Elephant Conservation

Jabulani currently looks after 15 elephants, and contributes where possible to the high costs of caring for Khanyisa, the albino elephant calf presently in the care of Hoedspruit Elephant Rehabilitation and Development (HERD) during her rehabilitation and phased integration.

Why Jabulani Needs Funding

With the onset of global travel bans and COVID-19 Lockdown in South Africa, their responsibilities remain the same in caring for and feeding these special animals.

They have always relied on tourism to their Jabulani Safari lodge to help cover the costs of providing exceptional care for the rescued elephants, to feeding, protecting and caring for the herd that has come to be such an incredible story of survival and love in Africa, as the herd continues to thrive and to accept new orphans who have lost their own herds.

It has always been part of their business model that every guest staying at Jabulani contributes to the expenses associated with caring for the herd. However, these funds only become available for use after the guests have stayed at Jabulani. This presents an entirely new challenge with both local and global travel restrictions in place and not being able to welcome visitors to Jabulani.

The conservation of elephants has become more and more vital in recent years as the poaching epidemic started to rise dramatically, compared to previous decades. The detrimental effects of the human-elephant conflict, including poaching, can be seen on the ground with the increased number of displaced or abandoned elephant orphans. Khanyisa at HERD is an example of this, having been abandoned after a vicious snare used by poachers trapped and brutally injured her.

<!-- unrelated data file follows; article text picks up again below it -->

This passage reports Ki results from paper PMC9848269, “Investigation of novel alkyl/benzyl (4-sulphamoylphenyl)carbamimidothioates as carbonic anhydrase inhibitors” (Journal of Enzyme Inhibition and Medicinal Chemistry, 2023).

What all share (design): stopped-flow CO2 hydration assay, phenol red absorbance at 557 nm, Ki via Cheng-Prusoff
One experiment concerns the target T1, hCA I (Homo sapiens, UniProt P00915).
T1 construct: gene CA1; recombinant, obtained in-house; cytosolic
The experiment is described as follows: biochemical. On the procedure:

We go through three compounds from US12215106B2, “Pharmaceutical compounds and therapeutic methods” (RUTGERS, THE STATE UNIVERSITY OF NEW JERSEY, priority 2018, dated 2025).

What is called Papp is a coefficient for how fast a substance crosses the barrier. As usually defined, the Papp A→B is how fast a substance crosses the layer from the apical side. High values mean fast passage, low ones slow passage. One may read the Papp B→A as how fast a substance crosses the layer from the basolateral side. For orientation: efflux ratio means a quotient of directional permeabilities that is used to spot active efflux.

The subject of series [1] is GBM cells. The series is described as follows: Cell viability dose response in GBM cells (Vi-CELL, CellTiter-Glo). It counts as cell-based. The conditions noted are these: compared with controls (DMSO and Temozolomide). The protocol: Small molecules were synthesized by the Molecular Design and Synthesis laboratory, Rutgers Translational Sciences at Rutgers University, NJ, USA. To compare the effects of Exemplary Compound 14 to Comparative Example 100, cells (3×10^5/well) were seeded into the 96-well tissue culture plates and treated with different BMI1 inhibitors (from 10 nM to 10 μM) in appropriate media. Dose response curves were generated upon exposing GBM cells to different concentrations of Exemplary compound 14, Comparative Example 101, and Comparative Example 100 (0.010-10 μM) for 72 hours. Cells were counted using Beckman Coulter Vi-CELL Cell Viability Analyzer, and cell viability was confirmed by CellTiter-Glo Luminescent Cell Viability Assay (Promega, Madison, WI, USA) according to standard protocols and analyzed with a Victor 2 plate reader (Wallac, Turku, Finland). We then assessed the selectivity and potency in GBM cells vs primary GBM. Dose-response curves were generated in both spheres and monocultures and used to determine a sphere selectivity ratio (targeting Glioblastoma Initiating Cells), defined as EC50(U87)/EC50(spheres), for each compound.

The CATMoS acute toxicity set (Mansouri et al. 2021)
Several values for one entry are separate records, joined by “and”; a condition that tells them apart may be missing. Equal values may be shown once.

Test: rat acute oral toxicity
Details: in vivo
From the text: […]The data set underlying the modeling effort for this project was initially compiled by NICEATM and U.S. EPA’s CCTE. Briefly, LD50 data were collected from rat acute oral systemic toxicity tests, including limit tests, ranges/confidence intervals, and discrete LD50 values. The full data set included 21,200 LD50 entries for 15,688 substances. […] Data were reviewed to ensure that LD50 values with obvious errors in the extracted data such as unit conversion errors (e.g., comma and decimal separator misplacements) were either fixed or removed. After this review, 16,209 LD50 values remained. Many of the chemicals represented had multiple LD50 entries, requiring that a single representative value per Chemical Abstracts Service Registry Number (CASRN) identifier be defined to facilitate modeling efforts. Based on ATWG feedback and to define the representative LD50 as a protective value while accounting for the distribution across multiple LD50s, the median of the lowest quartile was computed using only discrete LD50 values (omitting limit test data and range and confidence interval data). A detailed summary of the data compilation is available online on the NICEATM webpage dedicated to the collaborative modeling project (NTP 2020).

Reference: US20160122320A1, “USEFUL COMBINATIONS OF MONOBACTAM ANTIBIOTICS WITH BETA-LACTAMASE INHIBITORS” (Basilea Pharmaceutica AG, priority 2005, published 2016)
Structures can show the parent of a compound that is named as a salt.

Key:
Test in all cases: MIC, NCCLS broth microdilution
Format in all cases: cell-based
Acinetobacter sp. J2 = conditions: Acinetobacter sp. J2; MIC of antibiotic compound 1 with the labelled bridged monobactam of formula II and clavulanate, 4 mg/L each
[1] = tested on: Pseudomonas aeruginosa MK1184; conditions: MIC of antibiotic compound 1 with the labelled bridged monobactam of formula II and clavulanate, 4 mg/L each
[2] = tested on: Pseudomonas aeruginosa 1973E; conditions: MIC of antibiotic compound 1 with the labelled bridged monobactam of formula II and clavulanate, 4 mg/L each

The increased threat of poaching has especially been looming over them during the COVID-19 Lockdowns that have caused many people to lose income and jobs, and to seek out other means of making a living. The reported poaching attacks on wildlife have been increasing during this time. Our responsibility to support the rescued Jabulani herd and HERD orphanage continue, but so does the need to keep the orphanage and Jabulani herd afloat and ready should the need arise to take in other orphans or elephants in need. The resources to do so, however, have dwindled with the block on tourism and fundraising remains a vital and the key way to maintain our work in elephant conservation on the ground.

Where the Money goes

The funds raised will go directly to ensuring the valued and essential elephant carers’ continued employment, as well as that of the rest of the vital team on-site, the support for the herd through food, veterinary care, stable maintenance as well as anti-poaching contributions in the reserve.

This Jabulani herd’s journey in 2021 continues. They are relying on the kindness of people around the world and ask that you help play a part in the conservation of elephants. 

Read more about the Jabulani Elephants and their Care team.